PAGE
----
[FoRK] Anything to be learned from religion?

Ian Andrew Bell FoRK fork
Wed Aug 10 15:33:31 PDT 2005


Among the most interesting socio-cultural myths I've ever peeked at  
are the Haida and other tribes of the Pacific Northwest Coast.

By anthropomorphizing creatures, and using those creatures to  
represent the forces of nature, they explained the complex ecosystem  
around them to later generations using a complex web of lore, often  
with the Raven at the centre, with great accuracy.  While in their  
culture there is no specific central god figure this embodiment is  
much like the Greek, except that it portrays a much richer and deeper  
understanding of the interactions between the people, the animals  
sharing their world, and the forces of nature which affect them.

These tales were passed on through beautiful art works and a rich  
oral heritage, like this tale, which has likely changed little over  
millennia:

     http://www.eldrbarry.net/rabb/rvn/r_tide.htm

Read between the lines and there is a great deal to be learned from  
this explanation of tides, etc.

I think it's their ingrained understanding of their ecosystem that  
was a major contributor to their survival and their flourishing  
culture, right up until they met their first stupid white man in the  
1770s.

Even more important is that, Unlike modern America, issues of Church  
and State were separate.  Even this early society maintained social  
order by separating their set of beliefs from their social  
hierarchy.  Their Chiefs were administrators and their position was  
largely maintained within a hierarchy driven by wealth and influence  
-- not religion.  And since their set of beliefs were so woven into  
daily life there was no need to "worship" in a church.  Most of their  
tales of figures like the Raven and the Wild Woman were moral  
epithets to guide socially-responsible behaviour -- including  
environmental responsibility.

These were exchanged by elders to children, and the central building  
of each village was a Long House (often ornately carved) which was a  
place for the community to gather and celebrate their tradition of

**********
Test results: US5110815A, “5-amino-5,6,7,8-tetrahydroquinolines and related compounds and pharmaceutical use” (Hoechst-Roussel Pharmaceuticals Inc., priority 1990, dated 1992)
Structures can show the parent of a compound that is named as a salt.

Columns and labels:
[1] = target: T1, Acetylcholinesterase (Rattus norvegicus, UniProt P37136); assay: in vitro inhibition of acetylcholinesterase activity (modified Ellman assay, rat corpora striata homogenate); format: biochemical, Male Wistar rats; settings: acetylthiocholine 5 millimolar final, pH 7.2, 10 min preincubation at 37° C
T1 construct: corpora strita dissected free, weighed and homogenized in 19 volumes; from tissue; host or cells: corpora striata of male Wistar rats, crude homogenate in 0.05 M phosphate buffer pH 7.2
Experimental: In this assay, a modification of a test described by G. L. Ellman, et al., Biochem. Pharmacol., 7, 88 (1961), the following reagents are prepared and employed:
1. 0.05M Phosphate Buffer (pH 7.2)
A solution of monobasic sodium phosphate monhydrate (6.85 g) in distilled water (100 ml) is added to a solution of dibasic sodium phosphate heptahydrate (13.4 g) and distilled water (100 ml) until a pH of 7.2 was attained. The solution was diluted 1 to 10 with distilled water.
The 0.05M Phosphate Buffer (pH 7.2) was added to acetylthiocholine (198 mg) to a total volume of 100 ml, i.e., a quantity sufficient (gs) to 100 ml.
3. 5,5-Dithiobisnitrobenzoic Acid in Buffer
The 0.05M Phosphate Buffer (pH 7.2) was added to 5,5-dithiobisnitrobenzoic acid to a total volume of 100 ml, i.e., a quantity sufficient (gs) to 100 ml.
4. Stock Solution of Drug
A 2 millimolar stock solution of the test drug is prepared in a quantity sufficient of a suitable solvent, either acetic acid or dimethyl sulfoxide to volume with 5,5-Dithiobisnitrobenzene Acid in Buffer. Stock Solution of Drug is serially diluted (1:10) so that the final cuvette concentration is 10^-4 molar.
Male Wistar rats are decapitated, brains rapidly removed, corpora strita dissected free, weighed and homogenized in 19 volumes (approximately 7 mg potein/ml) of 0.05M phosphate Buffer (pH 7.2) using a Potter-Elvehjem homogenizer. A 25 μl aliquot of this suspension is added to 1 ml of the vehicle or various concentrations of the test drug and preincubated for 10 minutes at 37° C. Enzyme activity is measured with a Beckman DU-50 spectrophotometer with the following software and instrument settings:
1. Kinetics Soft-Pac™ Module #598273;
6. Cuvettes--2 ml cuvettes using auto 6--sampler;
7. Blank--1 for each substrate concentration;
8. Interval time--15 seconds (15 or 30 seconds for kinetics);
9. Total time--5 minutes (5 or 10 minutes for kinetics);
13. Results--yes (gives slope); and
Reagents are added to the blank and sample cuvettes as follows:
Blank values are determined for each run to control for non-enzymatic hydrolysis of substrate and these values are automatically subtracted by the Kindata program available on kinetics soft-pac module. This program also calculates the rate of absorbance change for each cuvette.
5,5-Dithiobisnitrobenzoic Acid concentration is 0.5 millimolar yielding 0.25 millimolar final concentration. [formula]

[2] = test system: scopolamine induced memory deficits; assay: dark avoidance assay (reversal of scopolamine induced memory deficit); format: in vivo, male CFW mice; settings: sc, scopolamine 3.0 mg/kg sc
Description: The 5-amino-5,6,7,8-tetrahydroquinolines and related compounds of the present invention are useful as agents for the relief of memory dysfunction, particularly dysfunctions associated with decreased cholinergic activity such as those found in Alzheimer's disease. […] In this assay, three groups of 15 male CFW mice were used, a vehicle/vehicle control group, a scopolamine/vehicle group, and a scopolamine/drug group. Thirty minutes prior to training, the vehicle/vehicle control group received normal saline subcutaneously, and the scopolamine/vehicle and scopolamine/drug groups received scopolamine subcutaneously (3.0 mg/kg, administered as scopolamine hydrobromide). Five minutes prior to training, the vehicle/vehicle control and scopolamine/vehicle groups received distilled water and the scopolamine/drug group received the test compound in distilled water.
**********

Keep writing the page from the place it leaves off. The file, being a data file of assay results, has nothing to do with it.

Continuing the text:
Potlatch (where we get the word "Pot Luck") which entailed a  
staggering redistribution of wealth and goods within the community.

It's a shame that they're one of the most poorly studied peoples in  
the world, probably due to the fact that their contact was so late  
and that their decline and disintegration post-contact was so rapid.   
Like us, the peoples of this region had lots of wars -- but mostly  
after they began trading with Europe.

-Ian.




On 10-Aug-05, at 12:53 PM, Albert Scherbinsky wrote:

>
> Personally in the past I have not had much use for
> religion. I've always figured that if there was a God,
> and there was something particular [It] wanted me to
> do then It would ask. I mean It's God, right.
> Supposedly It can do whatever It wants. Why would it
> beat around the [burning] bush about what It wanted me
> to do.
>
> Lately my views have broadened, or maybe I'm just
> getting soft with age. It seems to me there are one
> heck of a lot of people who believe in this stuff, and
> so there must be something to be learned from the
> phenomenon of religion itself. Perhaps even something
> useful.
>
> 1. Religions have been extremely successful at
> persisting over long periods of time.
>
> 2. People seem to have a need for a higher purpose,
> whether one exists or not.
>
> 3. Stories are a very powerful means of passing
> knowledge from generation to generation, whether they
> are true or not.
>
> Often it seems to me that proponents of Science have
> trouble communicating effectively. Maybe Science has
> something to learn from the Religious process.
>
> Regards,
> Albert
>
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